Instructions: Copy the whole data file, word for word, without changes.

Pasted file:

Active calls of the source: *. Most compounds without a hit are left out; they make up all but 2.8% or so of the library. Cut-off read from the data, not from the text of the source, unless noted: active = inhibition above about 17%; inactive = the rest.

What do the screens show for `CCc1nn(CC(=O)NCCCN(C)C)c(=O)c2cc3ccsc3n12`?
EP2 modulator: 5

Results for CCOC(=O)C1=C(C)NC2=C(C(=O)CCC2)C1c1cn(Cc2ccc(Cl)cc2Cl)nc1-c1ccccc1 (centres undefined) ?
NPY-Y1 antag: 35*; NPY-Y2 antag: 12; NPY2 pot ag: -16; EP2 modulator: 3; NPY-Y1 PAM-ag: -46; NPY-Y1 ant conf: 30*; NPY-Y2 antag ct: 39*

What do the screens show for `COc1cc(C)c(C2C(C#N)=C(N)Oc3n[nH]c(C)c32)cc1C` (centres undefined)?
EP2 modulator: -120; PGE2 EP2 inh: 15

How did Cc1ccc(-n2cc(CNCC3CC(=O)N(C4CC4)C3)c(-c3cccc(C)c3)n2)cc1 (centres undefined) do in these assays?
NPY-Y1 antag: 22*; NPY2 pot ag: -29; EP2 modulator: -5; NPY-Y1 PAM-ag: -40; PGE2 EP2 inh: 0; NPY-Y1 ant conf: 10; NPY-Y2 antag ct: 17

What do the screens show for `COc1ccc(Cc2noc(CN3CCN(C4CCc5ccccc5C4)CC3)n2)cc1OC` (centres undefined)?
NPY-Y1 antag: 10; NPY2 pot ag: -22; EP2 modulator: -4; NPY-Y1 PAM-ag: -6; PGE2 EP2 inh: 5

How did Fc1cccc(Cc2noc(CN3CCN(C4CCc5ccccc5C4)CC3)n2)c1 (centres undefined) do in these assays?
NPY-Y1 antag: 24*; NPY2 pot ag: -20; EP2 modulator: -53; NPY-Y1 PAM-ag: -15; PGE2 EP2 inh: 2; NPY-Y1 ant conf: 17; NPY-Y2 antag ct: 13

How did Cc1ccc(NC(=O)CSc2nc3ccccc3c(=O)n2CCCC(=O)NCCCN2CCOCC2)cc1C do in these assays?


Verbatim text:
Active calls of the source: *. Most compounds without a hit are left out; they make up all but 2.8% or so of the library. Cut-off read from the data, not from the text of the source, unless noted: active = inhibition above about 17%; inactive = the rest.

What do the screens show for `CCc1nn(CC(=O)NCCCN(C)C)c(=O)c2cc3ccsc3n12`?
EP2 modulator: 5

Results for CCOC(=O)C1=C(C)NC2=C(C(=O)CCC2)C1c1cn(Cc2ccc(Cl)cc2Cl)nc1-c1ccccc1 (centres undefined) ?
NPY-Y1 antag: 35*; NPY-Y2 antag: 12; NPY2 pot ag: -16; EP2 modulator: 3; NPY-Y1 PAM-ag: -46; NPY-Y1 ant conf: 30*; NPY-Y2 antag ct: 39*

What do the screens show for `COc1cc(C)c(C2C(C#N)=C(N)Oc3n[nH]c(C)c32)cc1C` (centres undefined)?
EP2 modulator: -120; PGE2 EP2 inh: 15

How did Cc1ccc(-n2cc(CNCC3CC(=O)N(C4CC4)C3)c(-c3cccc(C)c3)n2)cc1 (centres undefined) do in these assays?
NPY-Y1 antag: 22*; NPY2 pot ag: -29; EP2 modulator: -5; NPY-Y1 PAM-ag: -40; PGE2 EP2 inh: 0; NPY-Y1 ant conf: 10; NPY-Y2 antag ct: 17

What do the screens show for `COc1ccc(Cc2noc(CN3CCN(C4CCc5ccccc5C4)CC3)n2)cc1OC` (centres undefined)?
NPY-Y1 antag: 10; NPY2 pot ag: -22; EP2 modulator: -4; NPY-Y1 PAM-ag: -6; PGE2 EP2 inh: 5

How did Fc1cccc(Cc2noc(CN3CCN(C4CCc5ccccc5C4)CC3)n2)c1 (centres undefined) do in these assays?
NPY-Y1 antag: 24*; NPY2 pot ag: -20; EP2 modulator: -53; NPY-Y1 PAM-ag: -15; PGE2 EP2 inh: 2; NPY-Y1 ant conf: 17; NPY-Y2 antag ct: 13

How did Cc1ccc(NC(=O)CSc2nc3ccccc3c(=O)n2CCCC(=O)NCCCN2CCOCC2)cc1C do in these assays?